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The total weight of filler material was insignificant. A hydrostatic test
was then successfully performed separately on the altitude chamber and the
cooler.  Testing went smoothly except that initially the inflated rubber
gasket that sealed the altitude chamber door was pushed out, dumping several
hundred gallons of warm water.  This was caused by insufficient attention to
detail.  The pressure in the gasket was twice the test pressure that the
vessel was to be subjected to and it was assumed that the gasket would stay in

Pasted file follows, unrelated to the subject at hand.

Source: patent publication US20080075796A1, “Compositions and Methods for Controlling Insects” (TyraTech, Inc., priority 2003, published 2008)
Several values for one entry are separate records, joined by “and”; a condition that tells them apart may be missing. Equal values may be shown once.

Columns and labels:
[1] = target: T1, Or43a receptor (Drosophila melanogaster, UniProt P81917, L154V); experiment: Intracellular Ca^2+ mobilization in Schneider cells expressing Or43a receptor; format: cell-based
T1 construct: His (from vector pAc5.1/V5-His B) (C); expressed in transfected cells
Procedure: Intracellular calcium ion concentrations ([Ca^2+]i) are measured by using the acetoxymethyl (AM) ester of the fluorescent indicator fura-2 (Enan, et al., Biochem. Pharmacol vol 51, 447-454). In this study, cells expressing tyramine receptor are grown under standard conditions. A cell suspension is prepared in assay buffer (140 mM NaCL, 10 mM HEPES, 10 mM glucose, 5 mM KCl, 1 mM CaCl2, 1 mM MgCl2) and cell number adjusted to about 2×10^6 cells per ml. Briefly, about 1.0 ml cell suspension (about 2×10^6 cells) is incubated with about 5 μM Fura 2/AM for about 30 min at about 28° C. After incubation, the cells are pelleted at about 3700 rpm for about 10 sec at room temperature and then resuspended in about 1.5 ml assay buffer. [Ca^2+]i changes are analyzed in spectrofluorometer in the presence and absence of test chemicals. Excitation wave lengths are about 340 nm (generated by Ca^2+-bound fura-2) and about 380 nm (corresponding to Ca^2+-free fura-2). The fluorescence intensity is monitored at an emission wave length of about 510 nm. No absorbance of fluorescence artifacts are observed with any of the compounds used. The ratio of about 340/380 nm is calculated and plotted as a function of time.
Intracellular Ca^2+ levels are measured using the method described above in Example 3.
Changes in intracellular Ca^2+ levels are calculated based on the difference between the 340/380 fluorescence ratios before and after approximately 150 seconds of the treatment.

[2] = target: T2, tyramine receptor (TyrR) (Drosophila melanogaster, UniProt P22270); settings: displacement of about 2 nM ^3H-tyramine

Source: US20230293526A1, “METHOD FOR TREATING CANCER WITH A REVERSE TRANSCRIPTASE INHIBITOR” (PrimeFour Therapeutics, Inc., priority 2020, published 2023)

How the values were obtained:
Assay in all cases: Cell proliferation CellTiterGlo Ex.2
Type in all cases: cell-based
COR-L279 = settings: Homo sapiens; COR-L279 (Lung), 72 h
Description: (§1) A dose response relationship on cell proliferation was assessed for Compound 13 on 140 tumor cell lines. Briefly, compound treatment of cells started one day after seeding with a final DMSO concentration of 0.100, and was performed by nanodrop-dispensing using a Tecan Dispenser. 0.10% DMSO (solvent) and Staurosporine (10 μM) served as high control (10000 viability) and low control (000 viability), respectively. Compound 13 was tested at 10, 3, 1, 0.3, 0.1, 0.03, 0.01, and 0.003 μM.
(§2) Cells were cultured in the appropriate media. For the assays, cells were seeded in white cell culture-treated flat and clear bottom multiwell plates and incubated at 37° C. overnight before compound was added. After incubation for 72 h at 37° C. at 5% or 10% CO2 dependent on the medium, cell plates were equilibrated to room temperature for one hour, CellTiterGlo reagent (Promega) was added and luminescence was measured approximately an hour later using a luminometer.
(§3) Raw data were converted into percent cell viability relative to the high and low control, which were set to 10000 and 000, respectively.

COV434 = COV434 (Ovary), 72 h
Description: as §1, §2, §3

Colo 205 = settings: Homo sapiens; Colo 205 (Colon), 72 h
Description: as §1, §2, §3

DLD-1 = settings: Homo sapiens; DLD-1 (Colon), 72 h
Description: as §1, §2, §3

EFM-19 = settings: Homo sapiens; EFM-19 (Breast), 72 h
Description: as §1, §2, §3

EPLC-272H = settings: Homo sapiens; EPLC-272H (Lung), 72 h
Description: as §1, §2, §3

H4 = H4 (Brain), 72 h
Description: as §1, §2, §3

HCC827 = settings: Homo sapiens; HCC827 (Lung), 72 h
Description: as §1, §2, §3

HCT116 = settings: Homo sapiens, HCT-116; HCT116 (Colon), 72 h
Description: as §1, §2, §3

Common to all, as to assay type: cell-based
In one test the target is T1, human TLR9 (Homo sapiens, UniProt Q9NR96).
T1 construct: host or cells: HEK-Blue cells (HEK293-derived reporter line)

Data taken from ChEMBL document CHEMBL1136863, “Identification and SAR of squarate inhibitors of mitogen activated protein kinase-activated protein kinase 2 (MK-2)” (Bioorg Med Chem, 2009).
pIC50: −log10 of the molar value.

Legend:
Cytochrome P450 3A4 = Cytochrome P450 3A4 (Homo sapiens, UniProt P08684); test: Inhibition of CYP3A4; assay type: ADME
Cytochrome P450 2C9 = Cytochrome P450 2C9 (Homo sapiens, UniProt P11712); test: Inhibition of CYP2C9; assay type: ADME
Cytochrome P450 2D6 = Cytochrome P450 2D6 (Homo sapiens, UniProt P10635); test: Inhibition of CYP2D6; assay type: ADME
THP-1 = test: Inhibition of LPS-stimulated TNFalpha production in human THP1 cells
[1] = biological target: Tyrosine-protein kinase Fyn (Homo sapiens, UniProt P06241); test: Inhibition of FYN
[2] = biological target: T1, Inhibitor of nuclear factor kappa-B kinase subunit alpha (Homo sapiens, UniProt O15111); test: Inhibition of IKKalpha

place.  Actually, the internal pressure was more than enough to overcome the
wet frictional resistance of the pressurized gasket.  When the gasket was
reinstalled, it was supported by a retainer placed for the test, and no
further difficulties were encountered.
Pneumatic testing also would have been feasible because the stored energy
was greatly reduced by the volume occupied by the glass foam, but the hydro
test was considered safest.  The glass foam was virtually undisturbed and the
contractor was able to sell it back to the supplier.
Fig. 1
Fig. 2
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